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Monday, September 12, 2011

It's Ms, thank you very much

On Sage’s first day of school this year, her new teacher told the children that she had gotten married over the summer.  So now she is “Mrs. B--” instead of “Miss R--.”  “But, I’m still the same person as I was last year,” she said, for those who knew her last year.  “I just have a new name.” 

This calls to mind the classic Little Rascals episode, where the gang is worried about what “Mrs. Wilson” will be like, not knowing that she is the lovely—and newly married—teacher they knew before.  

It also calls to mind a recurring pet peeve of mind:  Why are teachers today still going by “Mrs.”?!

I was surprised by this fact when Sage started kindergarten three years ago.  Not only was the teacher “Mrs. H--” and the principal “Mrs. C--,” but I was referred to as “Mrs.” too.

Sorry, but I am NOT a Mrs. (married though I may be).

Haven’t the schools caught on yet?  “Ms.” has been in common usage for more than 20 years now.  And it’s certainly the proper form of address in the business world.  No one at the office uses “Mrs.” on paper or in person.  And if they did, they’d likely be corrected.

I have to admit, though, I actually feel a little conflicted saying this.  I mean, there have been, and still are, many lovely Mrs’s in my life— strong, self-respecting women all of them.  And I know no one means any harm when they use that title.  After all, it’s JUST a title, just three little letters.  (Like, get over it already, Jennifer!)

Yet, it’s a relic that really should be phased out.  A woman’s marital status is no more relevant than a man’s.  By calling out a woman as married in this way, something else is implied.  It tells the world she’s not “available” anymore.  She belongs to someone.  And belonging to someone, of course, means you’re not your own person.

One might argue that wearing a wedding ring sends the same message, and what’s wrong with that anyway?  In fact, it can be useful for others to know you’re not single.  (You have to turn down less date offers that way!)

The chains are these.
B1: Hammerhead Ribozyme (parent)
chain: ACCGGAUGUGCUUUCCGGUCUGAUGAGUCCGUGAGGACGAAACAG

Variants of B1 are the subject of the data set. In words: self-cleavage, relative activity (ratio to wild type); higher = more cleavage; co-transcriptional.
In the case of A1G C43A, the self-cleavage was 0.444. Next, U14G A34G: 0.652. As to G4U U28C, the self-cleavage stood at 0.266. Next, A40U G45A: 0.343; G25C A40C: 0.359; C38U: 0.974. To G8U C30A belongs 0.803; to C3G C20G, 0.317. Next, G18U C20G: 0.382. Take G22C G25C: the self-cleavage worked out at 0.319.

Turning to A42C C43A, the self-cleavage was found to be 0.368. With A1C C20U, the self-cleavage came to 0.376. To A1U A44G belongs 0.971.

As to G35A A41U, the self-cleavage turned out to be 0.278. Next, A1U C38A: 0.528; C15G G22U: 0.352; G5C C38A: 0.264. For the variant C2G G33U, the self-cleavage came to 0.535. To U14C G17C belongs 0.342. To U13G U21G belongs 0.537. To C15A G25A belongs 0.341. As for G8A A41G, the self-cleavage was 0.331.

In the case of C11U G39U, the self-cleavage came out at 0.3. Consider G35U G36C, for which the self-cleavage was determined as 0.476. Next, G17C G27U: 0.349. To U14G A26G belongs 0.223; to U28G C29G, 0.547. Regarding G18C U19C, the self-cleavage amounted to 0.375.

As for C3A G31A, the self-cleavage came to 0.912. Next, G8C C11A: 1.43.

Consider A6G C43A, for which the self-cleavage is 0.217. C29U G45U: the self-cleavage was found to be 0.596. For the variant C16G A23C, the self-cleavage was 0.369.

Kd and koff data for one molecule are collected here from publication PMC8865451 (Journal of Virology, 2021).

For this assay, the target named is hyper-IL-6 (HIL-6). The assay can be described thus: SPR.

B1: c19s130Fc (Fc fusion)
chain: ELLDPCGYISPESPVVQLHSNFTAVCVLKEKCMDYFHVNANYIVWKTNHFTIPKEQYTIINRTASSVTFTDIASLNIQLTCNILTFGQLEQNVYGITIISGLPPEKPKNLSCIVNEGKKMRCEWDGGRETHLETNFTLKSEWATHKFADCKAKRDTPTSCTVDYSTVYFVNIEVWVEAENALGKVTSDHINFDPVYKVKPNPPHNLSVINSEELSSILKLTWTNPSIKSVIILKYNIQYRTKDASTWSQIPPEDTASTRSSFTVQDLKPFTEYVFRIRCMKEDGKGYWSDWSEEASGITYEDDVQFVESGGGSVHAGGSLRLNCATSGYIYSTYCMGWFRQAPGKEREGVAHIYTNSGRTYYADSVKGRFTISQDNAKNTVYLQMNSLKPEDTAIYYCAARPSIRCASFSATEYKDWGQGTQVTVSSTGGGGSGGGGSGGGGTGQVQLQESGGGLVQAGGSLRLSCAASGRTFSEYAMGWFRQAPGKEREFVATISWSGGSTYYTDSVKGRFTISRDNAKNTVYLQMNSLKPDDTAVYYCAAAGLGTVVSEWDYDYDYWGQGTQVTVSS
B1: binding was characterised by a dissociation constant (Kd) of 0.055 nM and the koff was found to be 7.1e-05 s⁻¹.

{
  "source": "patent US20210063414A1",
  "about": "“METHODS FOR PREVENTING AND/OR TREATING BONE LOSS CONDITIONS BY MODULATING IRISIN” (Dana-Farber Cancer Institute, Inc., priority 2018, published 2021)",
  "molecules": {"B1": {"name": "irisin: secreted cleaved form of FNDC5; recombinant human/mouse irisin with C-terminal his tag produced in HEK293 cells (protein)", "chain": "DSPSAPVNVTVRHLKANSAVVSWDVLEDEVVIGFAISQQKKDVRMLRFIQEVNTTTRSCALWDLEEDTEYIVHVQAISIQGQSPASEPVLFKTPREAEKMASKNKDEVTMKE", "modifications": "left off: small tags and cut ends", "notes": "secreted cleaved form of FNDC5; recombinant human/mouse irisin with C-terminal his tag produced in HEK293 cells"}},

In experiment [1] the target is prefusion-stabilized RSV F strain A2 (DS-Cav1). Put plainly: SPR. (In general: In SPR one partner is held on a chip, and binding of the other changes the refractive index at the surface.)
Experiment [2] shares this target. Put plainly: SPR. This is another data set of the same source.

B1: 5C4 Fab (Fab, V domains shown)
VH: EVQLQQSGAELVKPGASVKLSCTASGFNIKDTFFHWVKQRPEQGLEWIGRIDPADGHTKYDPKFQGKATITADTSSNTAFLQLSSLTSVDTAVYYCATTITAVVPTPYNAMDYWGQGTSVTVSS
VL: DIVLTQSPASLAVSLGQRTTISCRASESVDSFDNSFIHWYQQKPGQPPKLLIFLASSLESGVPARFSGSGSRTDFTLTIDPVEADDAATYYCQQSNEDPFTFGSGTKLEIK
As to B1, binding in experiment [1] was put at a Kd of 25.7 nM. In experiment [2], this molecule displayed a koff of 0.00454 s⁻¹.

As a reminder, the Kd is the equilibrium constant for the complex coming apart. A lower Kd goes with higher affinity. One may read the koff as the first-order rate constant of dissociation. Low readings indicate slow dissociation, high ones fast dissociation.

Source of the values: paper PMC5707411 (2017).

But it’s not the same.  Men wear rings too, but they don’t change the title in front of their names.  In a professional setting, it just makes no sense for women to be denoted as single or married.  Women are supposed to be equal with men, remember?

Come to think of it, we don’t hear a whole lot about women’s rights anymore, at least not in the mainstream media.  I’m guessing most people think feminism is passe. Because, clearly, women can do whatever they want nowadays. (Right?)

In fact, the majority of Americans DO believe in equality of the genders, according to the Feminist Majority Foundation.  So, maybe they also think this is a non-issue.  Maybe they think there’s nothing left to argue over, so why are those strident chicks on the fringe (ahem) yammering on about reproductive rights, and equal pay for equal work, and Ms. vs. Mrs.?

Well, I don’t really know if most people are thinking that at all.  But I do know that America seems to be in a back-sliding, back-lashing period of regression at the moment.  All those “real housewife” reality shows are just appalling to me.  (OK, so I’ve never watched the shows myself.  It’s the mere idea—all those materialistic, cat-fighting divas.  Now, a show about REAL women raising a family and managing a home would be another story.)  And these new 60’s era TV shows (thanks to Mad Men, I’m sure) appear to glamorize retrograde women-are-here-to-serve men fantasy roles.  (Stewardesses are sexy!  Playboy bunnies are super cool!)

Even worse, there is a faction of the public that seems to believe the subordination of women is appropriate in real life.  Michelle Bachmann and her followers (the REAL fringe, I’m sure) are just fine with the submissive-wife role. “But the Lord says, be submissive, wives, you are to be submissive to your husbands,” she said in 2006.

Yikes.

Actually, this kind of crazy talk shouldn’t be taken too lightly. As Riane Eisler says,  “The subordination of women is foundational to systems of control -- in the family, religion, politics and economics.”

In other words, it is in our homes, in our parent-child and male-female relations, that we first learn what is “normal” and appropriate.

Eisler also writes, in The Power of Partnership: Seven Relationships that will Change your Life (p. 106) that:
 “This is why many of the most repressive modern regimes—from Hitler’s Germany and Stalin’s Soviet Union to Khomeini’s Iran and the Taliban of Afghanistan—have sprung up where family and gender relations based on domination and submission are firmly in place.” 
There you go. Advocating for gender equality is a great step for furthering a culture of peace.

Fortunately, most people aren’t as nutty as Bachmann and her ilk. There is a growing awareness about how bad the objectification of women has gotten in American pop culture. I was heartened to see a piece in the Chicago Tribune recently about a new documentary on this issue. The film, Miss Representation, shows how the “media is educating yet another generation that a woman’s primary value lay in her youth, beauty and sexuality—and not in her capacity as a leader, making it difficult for women to obtain leadership positions and for girls to reach their full potential.”

Yeah, we've come a long way, baby, but we ain't there yet.